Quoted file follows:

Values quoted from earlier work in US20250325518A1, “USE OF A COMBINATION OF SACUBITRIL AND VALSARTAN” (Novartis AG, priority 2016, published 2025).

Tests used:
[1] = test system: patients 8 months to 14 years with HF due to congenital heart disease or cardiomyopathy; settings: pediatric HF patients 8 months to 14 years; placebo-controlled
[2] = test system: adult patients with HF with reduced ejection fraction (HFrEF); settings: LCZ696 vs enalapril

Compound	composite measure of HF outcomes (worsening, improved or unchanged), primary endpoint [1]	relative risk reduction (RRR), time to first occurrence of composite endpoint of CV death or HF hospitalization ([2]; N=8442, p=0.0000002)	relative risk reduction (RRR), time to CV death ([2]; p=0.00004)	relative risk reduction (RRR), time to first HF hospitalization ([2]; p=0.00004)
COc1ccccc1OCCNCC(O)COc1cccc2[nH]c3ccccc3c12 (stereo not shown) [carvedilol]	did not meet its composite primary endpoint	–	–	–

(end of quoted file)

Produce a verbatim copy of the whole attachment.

Values quoted from earlier work in US20250325518A1, “USE OF A COMBINATION OF SACUBITRIL AND VALSARTAN” (Novartis AG, priority 2016, published 2025).

Tests used:
[1] = test system: patients 8 months to 14 years with HF due to congenital heart disease or cardiomyopathy; settings: pediatric HF patients 8 months to 14 years; placebo-controlled
[2] = test system: adult patients with HF with reduced ejection fraction (HFrEF); settings: LCZ696 vs enalapril

Compound	composite measure of HF outcomes (worsening, improved or unchanged), primary endpoint [1]	relative risk reduction (RRR), time to first occurrence of composite endpoint of CV death or HF hospitalization ([2]; N=8442, p=0.0000002)	relative risk reduction (RRR), time to CV death ([2]; p=0.00004)	relative risk reduction (RRR), time to first HF hospitalization ([2]; p=0.00004)
COc1ccccc1OCCNCC(O)COc1cccc2[nH]c3ccccc3c12 (stereo not shown) [carvedilol]	did not meet its composite primary endpoint	–	–	–